Li Shufu, the plain-spoken chairman of China's Zhejiang Geely Holding Group, faces a long, uphill journey to return Ford Motor's prestigious but loss-making Volvo brand to profitability.

But he also has an equally big opportunity: the chance to use the foreign brand to ramp up sales in the world's largest car market.

China, which overtook the United States as the world's No.1 auto market last year, has become something of a safe haven for car makers like General Motors and Toyota Motor that have been battered by a steep global industry downturn.

China is the crucial market for Li's effort to turn around Volvo, said John Zeng, an analyst with IHS Global Insight. If he can make Volvo profitable in China that would at least help offset losses in European operations and keep them up and running.

Overseas markets are important for Li, too, but it's obviously not feasible to count on Europe or the U.S. to revive Volvo.

Like many Chinese automakers, Geely hopes someday to emulate the global success of Japanese and Korean players like Toyota, Honda Motor Co and Hyundai Motor Co.

Owning a global brand like Volvo gives Geely a chance to build up its profile in China, where it is known more for small, inexpensive cars, and to catch up with its bigger state-owned rivals, who have long partnered with the likes of GM and Volkswagen, analysts said.

Shares in Geely Automobile Holdings Ltd closed up 1.5 percent on Monday, after rising as much as 5 percent in intraday trade to a two-month high on expectations that the Hong Kong-listed automaker will benefit from its parent's deal.

Geely Automobile said the parent company would sell all or part of the Volvo business to the listed company if approved by independent non-executive directors of Geely Automobile.


Li, a self-made entrepreneur who built Geely from nothing into the country's 10th-biggest car maker in less than two decades, is banking on China as a savior for Volvo.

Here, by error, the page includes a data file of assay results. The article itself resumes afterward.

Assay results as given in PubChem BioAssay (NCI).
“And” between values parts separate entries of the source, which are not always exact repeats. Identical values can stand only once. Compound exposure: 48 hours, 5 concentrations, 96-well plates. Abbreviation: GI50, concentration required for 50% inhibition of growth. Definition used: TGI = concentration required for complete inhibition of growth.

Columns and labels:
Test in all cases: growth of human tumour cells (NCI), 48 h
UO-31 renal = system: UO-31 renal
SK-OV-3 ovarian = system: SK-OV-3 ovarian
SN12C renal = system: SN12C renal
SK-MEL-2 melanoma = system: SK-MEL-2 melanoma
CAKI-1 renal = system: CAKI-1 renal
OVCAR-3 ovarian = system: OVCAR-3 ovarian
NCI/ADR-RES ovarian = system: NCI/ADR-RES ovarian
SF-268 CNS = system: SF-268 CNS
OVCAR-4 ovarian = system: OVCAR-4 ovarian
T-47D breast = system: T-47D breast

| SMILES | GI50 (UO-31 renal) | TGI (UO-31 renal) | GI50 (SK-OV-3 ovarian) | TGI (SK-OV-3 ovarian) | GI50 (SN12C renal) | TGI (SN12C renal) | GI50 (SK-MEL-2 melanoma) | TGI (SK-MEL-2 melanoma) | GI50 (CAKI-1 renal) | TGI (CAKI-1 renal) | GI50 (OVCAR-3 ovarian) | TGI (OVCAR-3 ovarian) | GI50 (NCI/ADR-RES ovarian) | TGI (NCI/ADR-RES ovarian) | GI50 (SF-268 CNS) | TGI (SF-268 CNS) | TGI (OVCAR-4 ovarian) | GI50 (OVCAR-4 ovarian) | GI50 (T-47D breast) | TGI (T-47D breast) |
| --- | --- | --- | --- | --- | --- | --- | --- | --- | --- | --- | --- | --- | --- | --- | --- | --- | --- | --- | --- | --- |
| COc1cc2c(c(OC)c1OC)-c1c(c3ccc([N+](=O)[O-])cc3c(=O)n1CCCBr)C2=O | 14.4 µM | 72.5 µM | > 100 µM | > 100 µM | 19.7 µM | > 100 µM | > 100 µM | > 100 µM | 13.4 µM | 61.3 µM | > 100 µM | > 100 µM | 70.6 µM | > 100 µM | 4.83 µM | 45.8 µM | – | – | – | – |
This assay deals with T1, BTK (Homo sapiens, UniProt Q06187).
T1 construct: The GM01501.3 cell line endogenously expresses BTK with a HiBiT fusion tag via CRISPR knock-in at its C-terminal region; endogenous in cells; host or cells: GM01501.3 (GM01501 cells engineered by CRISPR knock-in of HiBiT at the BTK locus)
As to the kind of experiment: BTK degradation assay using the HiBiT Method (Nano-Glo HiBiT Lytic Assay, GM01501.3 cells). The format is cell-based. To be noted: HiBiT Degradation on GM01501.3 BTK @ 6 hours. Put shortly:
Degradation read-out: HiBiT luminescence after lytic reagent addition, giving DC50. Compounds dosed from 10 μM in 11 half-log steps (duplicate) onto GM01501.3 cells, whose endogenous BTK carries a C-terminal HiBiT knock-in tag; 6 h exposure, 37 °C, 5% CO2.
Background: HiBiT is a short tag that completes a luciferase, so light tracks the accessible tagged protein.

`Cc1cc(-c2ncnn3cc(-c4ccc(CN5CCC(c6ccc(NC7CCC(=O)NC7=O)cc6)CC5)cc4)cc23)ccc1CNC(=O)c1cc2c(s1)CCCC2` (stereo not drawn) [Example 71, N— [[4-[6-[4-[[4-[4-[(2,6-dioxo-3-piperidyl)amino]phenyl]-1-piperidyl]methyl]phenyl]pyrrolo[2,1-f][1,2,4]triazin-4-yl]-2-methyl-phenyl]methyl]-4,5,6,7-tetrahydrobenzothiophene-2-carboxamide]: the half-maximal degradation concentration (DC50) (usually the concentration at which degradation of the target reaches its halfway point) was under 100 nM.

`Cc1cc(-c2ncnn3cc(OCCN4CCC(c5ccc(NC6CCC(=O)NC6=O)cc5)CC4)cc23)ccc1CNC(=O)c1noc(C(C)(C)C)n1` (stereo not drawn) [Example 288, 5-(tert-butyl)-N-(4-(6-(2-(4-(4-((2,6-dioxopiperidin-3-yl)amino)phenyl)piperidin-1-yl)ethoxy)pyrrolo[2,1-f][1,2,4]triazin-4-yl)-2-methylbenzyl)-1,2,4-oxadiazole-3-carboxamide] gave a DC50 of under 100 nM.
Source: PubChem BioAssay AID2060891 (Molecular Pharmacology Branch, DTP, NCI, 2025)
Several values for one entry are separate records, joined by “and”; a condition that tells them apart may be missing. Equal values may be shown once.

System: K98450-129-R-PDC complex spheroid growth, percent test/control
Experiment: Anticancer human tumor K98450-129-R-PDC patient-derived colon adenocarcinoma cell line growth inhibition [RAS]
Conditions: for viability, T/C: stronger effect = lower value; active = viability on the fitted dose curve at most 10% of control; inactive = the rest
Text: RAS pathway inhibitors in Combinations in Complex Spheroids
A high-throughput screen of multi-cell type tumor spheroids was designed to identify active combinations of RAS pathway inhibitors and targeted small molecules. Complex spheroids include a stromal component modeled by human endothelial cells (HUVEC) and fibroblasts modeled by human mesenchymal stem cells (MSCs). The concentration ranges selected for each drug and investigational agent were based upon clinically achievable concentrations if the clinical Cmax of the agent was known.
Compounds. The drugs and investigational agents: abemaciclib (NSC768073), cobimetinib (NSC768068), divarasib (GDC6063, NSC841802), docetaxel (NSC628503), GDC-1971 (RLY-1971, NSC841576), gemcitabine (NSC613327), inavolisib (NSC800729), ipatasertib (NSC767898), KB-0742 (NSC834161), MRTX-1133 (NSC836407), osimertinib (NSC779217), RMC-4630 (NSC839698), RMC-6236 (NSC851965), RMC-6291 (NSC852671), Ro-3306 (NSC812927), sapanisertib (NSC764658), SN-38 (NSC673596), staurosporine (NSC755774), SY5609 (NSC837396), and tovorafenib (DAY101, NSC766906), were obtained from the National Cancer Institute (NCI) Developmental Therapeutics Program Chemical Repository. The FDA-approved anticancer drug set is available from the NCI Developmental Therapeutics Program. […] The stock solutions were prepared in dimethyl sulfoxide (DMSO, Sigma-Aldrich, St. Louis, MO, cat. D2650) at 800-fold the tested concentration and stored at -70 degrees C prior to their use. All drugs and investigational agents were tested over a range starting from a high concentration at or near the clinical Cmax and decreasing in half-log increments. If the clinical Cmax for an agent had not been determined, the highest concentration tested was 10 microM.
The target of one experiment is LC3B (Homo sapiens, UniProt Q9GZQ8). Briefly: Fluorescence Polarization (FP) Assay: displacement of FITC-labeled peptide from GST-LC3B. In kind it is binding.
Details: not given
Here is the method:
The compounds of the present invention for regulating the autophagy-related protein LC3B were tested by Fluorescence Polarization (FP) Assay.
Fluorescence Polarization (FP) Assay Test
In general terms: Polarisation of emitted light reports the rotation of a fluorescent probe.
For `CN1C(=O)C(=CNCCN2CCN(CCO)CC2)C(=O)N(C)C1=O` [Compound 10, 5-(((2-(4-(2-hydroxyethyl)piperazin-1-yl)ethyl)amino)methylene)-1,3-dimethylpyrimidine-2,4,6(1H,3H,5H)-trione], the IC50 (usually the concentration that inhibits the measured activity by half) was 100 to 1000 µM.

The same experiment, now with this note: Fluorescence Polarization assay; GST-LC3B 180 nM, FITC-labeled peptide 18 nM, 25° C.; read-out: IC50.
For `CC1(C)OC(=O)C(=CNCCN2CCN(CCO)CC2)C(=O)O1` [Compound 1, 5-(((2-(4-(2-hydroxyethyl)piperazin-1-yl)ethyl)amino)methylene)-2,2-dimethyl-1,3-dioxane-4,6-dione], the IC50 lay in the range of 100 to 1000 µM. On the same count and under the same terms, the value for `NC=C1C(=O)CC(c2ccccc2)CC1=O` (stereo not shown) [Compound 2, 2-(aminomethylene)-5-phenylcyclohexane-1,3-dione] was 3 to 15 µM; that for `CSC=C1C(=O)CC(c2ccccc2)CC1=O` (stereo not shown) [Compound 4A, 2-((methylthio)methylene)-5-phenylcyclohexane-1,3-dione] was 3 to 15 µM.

The charismatic founder said on Monday he aimed to turn around Volvo within two years. He is already planning a factory in Beijing that will make 300,000 Volvo branded cars a year, doubling its current output.

Geely is going to have to ask why Volvo wasn't successful in the past and what it will take to make it successful now, said John Bonnell, a senior director of strategic advisory services for J.D. Power Asia Pacific.

Importantly, Geely has the backing of the Chinese government, which is eager to bolster the country's young auto industry.

In a rare public demonstration for a private-sector company, Beijing dispatched its vice president Xi Jinping to Gothenburg, Sweden to attend the signing ceremony for the Geely-Volvo deal over the weekend.

At the end of the day, Geely has to win the hearts and minds of Chinese buyers with its China-made Volvo. But Beijing's backing could get Volvo on to the government procurement list as the initial step, said IHS Global's Zeng.


Geely clinched Volvo for $1.8 billion, less than a third of what Ford paid for it in 1999.

In return, it has promised to preserve Volvo's manufacturing facilities in Gothenburg and Belgium. That could be a big challenge for Geely, a company which so far has no proven track record of running a brand like Volvo.

The price tag looks OK and Geely seems to have lined up some banks to fund the takeover. But Volvo has been losing money for years and no one knows when it will stop bleeding, said Zhang Xin, a Beijing-based analyst with Guotai Junan Securities.

It could get itself into a black hole financially, not to mention the cultural and operational challenges ahead, he added. I hope it won't end up like SAIC's Ssangyong deal.

Zhang was referring to top Chinese automaker SAIC Motor's ill-fated attempt to turn around its once majority-owned Ssangyong Motor Co, which is now under court receivership in South Korea.

The expected challenge of turning around Volvo's European operations and the potential of strong union opposition in Sweden had kept several interested Chinese buyers at bay, including Ford's Chinese partner, Chongqing Changan Automobile Co.

We needed to make sure we had enough blood ourselves before donating blood to others, Yin Jiaxu, vice chairman of Changan's parent, was quoted by local media as saying to explain why the firm eventually pulled out of the deal.

Carlos Ghosn, a turnaround specialist who heads Nissan Motor Co and Renault SA, was also less than charitable in his assessment.

Asked what advice he would give Chinese automakers on big cross-border acquisitions, he replied: It depends who I am talking to. If it's a competitor, I will encourage him to go ahead. But if it's a friend, I will tell him to stay away.

Still, Geely executives are brimming with confidence.

Chairman Li did not just scratch his head and come up with the idea to buy Volvo, said a senior Geely executive, asking not to be identified as he is not authorized to talk to the media.

He predicted the downturn of Detroit automakers years ago and has since been on the alert for opportunities.

We wouldn't make a move if we did not see a big chance of success. (Additional reporting by Don Durfee in HONG KONG; Editing by Jason Subler and Lincoln Feast)